Here is some more interesting info - I frequent some plumbing sites, and I seem to recall some threads about guys finding 40 and 50 year old hot water tanks during hot water tank retrofits by certain manufacturers that back in the day were made out of stainless steel (before they starting building hot water tanks as a commodity). I have a gut feeling that many of these tanks were probably made using a 400 series stainless steel but don't quote me or consider it fact and I haven't done some research to confirm it. Just a suspiscion right now anyways.
@ November 24, 2011 11:55 PM in Mod-Con boiler and cyclingGavin,
I guess we're putting the cart before the horse a little bit and should get some more info before making a final recommendation - I have a feeling Chris and I might be fairly similar in our suggestions but I think some more information now needs to be garnered.
Can you tell us more about the types of emitter(s) you have in your 6 zones. Is it all radiant floors or some other type of emitter like baseboards, or panel rads or?
Also, how much DHW do you need? What type of building is this for, etc. ?
What type of DHW tank do you have - an indirect I presume - existing or are you planning on putting something new? I presume solar buffer tanks upstream of the indirect or in series or?
@ November 24, 2011 10:22 AM in Mod-Con boiler and cyclingAnd do you have to have the Vitodens 200? How about a bank of 3 or 4 Vitodens 100's that modulate from 37,000 to118,000 ? It has the exact same heat exchanger as the 200 (same quality) just less built in control but enough to easily do DHW and one temperature regime. And to boot - you'll have some redundancy as well. Then you'll have a much nicer downturn, and if you don't have some type of complex zoning with various temperatures but only 1 temperature the Vitodens with it's external pump module and the controller should be sufficient (they also have a staging controller that does up to 8 boilers from KW technologies). Yes more money possibly and more labour but would better meet your needs me thinks in the long run and be better for the burners and you could negate the need for a buffer tank as well.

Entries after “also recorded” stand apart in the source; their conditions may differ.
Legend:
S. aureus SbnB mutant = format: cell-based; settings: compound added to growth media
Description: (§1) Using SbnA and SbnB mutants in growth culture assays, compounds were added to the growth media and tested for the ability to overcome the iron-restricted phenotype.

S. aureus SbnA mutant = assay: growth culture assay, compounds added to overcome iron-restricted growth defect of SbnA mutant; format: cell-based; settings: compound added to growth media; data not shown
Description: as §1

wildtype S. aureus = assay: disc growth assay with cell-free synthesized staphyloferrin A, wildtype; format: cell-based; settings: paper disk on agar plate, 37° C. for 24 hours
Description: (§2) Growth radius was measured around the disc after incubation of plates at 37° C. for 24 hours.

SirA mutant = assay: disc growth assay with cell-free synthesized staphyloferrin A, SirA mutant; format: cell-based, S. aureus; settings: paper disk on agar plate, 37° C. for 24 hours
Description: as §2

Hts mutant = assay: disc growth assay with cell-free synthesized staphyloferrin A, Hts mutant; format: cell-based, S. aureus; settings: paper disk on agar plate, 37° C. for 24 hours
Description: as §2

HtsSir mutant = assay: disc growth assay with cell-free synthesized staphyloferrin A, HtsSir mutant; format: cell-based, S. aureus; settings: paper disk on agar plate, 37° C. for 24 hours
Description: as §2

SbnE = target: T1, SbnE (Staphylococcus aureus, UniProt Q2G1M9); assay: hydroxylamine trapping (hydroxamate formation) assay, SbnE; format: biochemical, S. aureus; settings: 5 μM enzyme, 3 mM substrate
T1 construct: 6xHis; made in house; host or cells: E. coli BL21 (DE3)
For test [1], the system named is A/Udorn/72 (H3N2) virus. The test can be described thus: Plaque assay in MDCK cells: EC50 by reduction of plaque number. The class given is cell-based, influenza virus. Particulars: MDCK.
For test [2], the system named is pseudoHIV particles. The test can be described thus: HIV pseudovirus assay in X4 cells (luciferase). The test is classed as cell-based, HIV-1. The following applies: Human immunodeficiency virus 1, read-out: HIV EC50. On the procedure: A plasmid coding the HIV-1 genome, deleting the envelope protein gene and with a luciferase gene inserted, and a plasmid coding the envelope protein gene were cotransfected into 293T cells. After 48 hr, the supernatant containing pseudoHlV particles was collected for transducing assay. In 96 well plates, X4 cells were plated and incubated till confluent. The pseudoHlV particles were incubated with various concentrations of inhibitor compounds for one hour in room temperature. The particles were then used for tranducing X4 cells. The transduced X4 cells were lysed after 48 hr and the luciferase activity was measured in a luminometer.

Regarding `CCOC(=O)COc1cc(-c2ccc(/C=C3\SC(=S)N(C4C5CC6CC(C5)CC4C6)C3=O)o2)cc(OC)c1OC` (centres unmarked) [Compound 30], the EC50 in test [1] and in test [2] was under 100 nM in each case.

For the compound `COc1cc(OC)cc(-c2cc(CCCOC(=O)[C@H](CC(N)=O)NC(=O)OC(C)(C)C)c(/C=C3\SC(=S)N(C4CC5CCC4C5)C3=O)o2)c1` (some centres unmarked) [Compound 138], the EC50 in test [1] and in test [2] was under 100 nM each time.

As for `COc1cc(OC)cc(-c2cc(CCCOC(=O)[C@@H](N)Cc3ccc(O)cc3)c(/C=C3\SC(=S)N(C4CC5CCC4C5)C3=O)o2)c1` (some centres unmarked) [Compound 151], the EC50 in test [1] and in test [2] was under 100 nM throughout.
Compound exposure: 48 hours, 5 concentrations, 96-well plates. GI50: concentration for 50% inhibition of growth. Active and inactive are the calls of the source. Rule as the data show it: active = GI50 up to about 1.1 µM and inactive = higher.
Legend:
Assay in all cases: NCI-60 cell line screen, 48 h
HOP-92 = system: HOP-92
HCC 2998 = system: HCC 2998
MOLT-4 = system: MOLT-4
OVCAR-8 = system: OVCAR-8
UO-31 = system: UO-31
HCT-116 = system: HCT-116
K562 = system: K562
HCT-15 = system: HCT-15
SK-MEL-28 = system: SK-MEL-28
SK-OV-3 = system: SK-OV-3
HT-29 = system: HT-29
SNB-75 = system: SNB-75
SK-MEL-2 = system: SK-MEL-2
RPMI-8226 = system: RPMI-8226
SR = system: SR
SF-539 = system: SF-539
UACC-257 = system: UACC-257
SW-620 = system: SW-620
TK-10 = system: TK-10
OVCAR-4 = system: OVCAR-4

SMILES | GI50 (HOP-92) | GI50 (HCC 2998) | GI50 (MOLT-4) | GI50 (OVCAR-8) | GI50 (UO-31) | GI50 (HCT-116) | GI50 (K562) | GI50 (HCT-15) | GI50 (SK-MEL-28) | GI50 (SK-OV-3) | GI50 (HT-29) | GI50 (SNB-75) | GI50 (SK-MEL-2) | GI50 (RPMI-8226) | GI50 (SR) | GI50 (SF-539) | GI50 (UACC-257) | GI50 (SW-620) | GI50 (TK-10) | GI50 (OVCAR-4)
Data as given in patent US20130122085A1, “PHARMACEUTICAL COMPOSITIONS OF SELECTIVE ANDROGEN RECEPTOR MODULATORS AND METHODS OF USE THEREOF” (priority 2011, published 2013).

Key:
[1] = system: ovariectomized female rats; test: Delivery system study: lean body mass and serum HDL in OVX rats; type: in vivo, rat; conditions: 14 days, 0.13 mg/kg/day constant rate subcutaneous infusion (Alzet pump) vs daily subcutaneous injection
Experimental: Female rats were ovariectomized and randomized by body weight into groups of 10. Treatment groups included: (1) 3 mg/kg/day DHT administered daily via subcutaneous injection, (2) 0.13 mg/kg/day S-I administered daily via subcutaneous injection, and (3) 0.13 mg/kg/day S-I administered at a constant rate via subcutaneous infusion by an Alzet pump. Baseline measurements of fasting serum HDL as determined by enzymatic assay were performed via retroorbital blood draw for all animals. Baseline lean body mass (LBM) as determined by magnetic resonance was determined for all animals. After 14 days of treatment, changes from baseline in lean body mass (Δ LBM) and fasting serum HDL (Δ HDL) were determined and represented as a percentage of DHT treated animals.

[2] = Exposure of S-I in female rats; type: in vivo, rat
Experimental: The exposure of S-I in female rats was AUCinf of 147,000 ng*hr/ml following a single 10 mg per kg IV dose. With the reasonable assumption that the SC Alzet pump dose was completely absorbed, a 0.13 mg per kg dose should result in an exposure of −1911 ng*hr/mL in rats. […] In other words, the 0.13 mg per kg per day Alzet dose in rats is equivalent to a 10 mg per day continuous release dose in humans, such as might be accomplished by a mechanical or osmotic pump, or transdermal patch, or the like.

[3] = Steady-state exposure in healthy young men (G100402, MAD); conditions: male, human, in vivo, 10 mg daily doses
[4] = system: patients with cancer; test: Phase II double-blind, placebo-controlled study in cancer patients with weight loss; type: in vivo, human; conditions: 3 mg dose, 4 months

@ November 24, 2011 2:52 AM in Viessmann WB2B Heat Exchanger Cleaning.The Vitodens will typically "turd" up fairly similarly to the Giannoni heat exchanger as they are both water tubes with tight fitting gaps between the coils and the impurities do not have as straight of a path out of the exchanger as other designs like fire tubes, or IBC's downfiring water tube. The Vitodens 200 IS a cleaner burning boiler, but they still produce mouse turds that need to be cleaned. Your maintenance schedule however will be dicatated typically after your first heating season where you see how it looks and set up a schedule from there to clean/maintain it regularly.
In extreme cases with the Vitodens I have heard of the condensate trap plugging up and the heat exchanger filling up with condensate which caused the spark igniter to short out. But this could happen in extreme cases with most heat exchangers that are not maintained. The Vitodens is quite easy to service, and Viessmann even makes a tool kit that has all the tools neccessary to take apart their Vitodens boilers (I have one).
Citrisurf 3050, while a bit pricey and sometimes hard to find, is recommended by Viessmann as a chemical for cleaning their Vitodens exchanger and I've used it before and it does a beautiful job.
@ November 24, 2011 2:44 AM in Triangle Tube Prestige heat exchanger cleaningI guess due to the dimples there is no way to really "punch" the tubes on these boilers?
Based on what you guys have seen, how do you think the 439 stainless steel is standing up on some of your older S/S fire tube heat exchanger boilers? Do you think these are a 20-25 year heat exchanger (assuming the boilers are set up well to run decent burn cycles, etc.) ?